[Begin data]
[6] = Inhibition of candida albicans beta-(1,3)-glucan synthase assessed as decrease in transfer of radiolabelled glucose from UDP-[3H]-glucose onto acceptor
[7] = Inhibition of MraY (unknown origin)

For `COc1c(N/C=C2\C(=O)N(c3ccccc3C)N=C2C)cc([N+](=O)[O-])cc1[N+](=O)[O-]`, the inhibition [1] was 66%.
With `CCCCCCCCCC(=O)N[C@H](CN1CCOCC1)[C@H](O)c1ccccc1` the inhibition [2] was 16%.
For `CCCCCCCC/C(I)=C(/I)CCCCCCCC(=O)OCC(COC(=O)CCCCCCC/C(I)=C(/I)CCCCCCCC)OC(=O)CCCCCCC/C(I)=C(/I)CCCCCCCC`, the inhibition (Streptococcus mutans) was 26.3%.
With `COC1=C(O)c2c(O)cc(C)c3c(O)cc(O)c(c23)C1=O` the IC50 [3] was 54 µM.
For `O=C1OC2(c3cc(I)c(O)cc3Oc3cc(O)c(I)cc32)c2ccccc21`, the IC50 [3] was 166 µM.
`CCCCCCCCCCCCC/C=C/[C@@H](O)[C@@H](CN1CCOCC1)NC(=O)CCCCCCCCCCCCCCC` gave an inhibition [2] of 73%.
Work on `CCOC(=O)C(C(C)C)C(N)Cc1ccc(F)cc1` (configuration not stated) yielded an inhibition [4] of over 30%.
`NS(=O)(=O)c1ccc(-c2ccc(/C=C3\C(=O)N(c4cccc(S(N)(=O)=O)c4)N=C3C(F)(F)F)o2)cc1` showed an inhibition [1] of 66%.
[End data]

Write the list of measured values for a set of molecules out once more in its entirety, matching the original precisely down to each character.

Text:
[6] = Inhibition of candida albicans beta-(1,3)-glucan synthase assessed as decrease in transfer of radiolabelled glucose from UDP-[3H]-glucose onto acceptor
[7] = Inhibition of MraY (unknown origin)

For `COc1c(N/C=C2\C(=O)N(c3ccccc3C)N=C2C)cc([N+](=O)[O-])cc1[N+](=O)[O-]`, the inhibition [1] was 66%.
With `CCCCCCCCCC(=O)N[C@H](CN1CCOCC1)[C@H](O)c1ccccc1` the inhibition [2] was 16%.
For `CCCCCCCC/C(I)=C(/I)CCCCCCCC(=O)OCC(COC(=O)CCCCCCC/C(I)=C(/I)CCCCCCCC)OC(=O)CCCCCCC/C(I)=C(/I)CCCCCCCC`, the inhibition (Streptococcus mutans) was 26.3%.
With `COC1=C(O)c2c(O)cc(C)c3c(O)cc(O)c(c23)C1=O` the IC50 [3] was 54 µM.
For `O=C1OC2(c3cc(I)c(O)cc3Oc3cc(O)c(I)cc32)c2ccccc21`, the IC50 [3] was 166 µM.
`CCCCCCCCCCCCC/C=C/[C@@H](O)[C@@H](CN1CCOCC1)NC(=O)CCCCCCCCCCCCCCC` gave an inhibition [2] of 73%.
Work on `CCOC(=O)C(C(C)C)C(N)Cc1ccc(F)cc1` (configuration not stated) yielded an inhibition [4] of over 30%.
`NS(=O)(=O)c1ccc(-c2ccc(/C=C3\C(=O)N(c4cccc(S(N)(=O)=O)c4)N=C3C(F)(F)F)o2)cc1` showed an inhibition [1] of 66%.